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  2. Diana Frajman
    Apr 20, 2017 @ 20:01:58

    My personal cooking challenge was pie pastry. I was determined to perfect it and eventually did. Although my waistline has cursed me for it!
    When I married, it was to learn to make a traditional dumpling that my Polish mother in-law use to make that was, my husband joked, a prerequisite to marriage.
    Funny, he just asked this morning for me to make him one.

    Liked by 1 person


  3. josypheen
    Apr 20, 2017 @ 10:50:54

    I love this post Ritu!

    …and now I sort of want to eat chapattis. I know that isn’t the point but…

    Liked by 1 person


  4. colouredfreedom
    Jan 21, 2017 @ 21:07:13

    Haha loved this post! Me on the other hand, no matter how hard I try, the chapattis ate never round!

    Liked by 1 person


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  6. bridget whelan
    Jan 20, 2017 @ 08:54:37

    Great post and brilliant definition. We don’t see other people’s botched attempts, we see their final and best work. As Hemingway said: the first draft is always shit. But it has to be written or there would be no final, polished passage of work..

    Liked by 1 person


  7. Prajakta
    Jan 16, 2017 @ 07:02:49

    I could connect so well with this post – especially the rotis (or phulkas as we call them here)… I had almost given up on them. The dough, the rolling out, the roasting! Seemingly simple yet complicated… But necessity leads to surprising outcomes and well, round rotis anyone? 🙂 Thank you for sharing this encouraging post!

    Liked by 1 person


  8. Robert Kirkendall
    Jan 16, 2017 @ 01:03:13

    Very good points about fixed vs. growth mindsets. People can end up in a comfort zone and become averse to risk, which stifles growth. And congratulations on the successful chapattis. I hope to achieve something similar with a dish I’ve been working on for years, gravy. Mine tends to be under-seasoned, or over-seasoned, and always too runny, but someday I’ll get it right!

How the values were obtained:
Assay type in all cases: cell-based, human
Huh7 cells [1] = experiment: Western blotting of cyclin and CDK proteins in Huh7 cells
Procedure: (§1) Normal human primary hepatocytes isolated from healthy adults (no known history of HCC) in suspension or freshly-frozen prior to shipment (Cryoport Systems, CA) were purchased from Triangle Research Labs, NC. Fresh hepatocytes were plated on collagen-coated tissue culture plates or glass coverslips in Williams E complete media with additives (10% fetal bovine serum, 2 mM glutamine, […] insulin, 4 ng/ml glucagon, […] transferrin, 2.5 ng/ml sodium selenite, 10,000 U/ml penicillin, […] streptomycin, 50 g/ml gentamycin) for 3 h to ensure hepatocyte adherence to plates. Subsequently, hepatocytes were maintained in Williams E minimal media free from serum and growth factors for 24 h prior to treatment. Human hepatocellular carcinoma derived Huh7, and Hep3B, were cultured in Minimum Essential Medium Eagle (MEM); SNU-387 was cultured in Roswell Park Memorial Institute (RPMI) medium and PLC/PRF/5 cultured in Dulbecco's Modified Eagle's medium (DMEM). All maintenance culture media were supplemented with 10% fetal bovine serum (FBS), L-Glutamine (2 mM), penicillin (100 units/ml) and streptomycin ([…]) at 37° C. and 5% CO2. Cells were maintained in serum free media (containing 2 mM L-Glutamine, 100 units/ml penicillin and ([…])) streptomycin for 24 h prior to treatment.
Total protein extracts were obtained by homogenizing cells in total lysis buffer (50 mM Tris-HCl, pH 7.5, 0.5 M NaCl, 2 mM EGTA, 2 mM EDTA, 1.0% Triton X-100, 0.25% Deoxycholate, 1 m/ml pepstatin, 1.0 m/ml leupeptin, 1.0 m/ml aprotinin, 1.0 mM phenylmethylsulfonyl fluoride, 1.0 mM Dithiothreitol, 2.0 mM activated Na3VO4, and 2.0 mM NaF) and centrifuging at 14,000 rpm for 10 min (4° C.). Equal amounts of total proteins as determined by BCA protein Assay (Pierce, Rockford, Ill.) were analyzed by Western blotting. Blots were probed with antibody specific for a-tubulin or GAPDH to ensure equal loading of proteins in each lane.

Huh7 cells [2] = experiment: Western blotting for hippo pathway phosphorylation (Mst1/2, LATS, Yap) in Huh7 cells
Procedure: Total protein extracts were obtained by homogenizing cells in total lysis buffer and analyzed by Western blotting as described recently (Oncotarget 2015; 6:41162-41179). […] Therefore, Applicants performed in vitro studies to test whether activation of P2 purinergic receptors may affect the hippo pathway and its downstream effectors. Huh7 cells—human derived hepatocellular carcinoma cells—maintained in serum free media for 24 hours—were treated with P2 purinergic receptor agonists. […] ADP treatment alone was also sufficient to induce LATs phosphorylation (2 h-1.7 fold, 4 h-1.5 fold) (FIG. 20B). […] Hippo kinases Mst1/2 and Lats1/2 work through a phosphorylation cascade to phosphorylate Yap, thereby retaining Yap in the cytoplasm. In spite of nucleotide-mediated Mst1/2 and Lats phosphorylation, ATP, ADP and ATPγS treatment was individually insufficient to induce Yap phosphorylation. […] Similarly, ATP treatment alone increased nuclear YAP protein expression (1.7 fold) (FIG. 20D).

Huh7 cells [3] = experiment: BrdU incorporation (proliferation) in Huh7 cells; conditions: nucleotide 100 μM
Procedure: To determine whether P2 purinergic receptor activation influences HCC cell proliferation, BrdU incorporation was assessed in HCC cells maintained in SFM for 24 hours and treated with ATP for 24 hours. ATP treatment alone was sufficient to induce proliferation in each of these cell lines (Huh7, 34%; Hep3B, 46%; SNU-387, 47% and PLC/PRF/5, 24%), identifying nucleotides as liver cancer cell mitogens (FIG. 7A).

Liked by 1 person


  9. manyofus1980
    Jan 15, 2017 @ 16:30:50

    It sounds like a wonderful learning experience! I love that sort of thing, this post resonated with me ritu! ❤ xoxox

    Liked by 1 person


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  11. incahootswithmuddyboots
    Jan 15, 2017 @ 01:55:30


    Liked by 1 person


  12. willowdot21
    Jan 14, 2017 @ 20:46:53

    This all makes perfect sense, I used to work at a Dr Barnardo’s school and they had a similar ethic. I really agree all this praise, praise praise and nobody loses is not good to my mind. You need winners and losers to stop those that can getting slack and those who need to try harder to keep trying….. As an aside I learned to make Chipattis when I worked there …. don’t worry I will not be challenging you for for your Chipatti Queen title anytime soon!:)

    Liked by 1 person


  13. niasunset
    Jan 14, 2017 @ 20:43:26

    Dear Ritu, we have this chapatti, but I never made, usually I eat in a restaurant, but you inspired me, and I want to try! Thank you dear, have a nice day, Love, nia

    Liked by 1 person


  14. Jools
    Jan 14, 2017 @ 15:45:13

    What a great post! And strange, as just last week, I was writing about fixed vs growth mindset for a client in HR/development. I didn’t even know what it was until last week!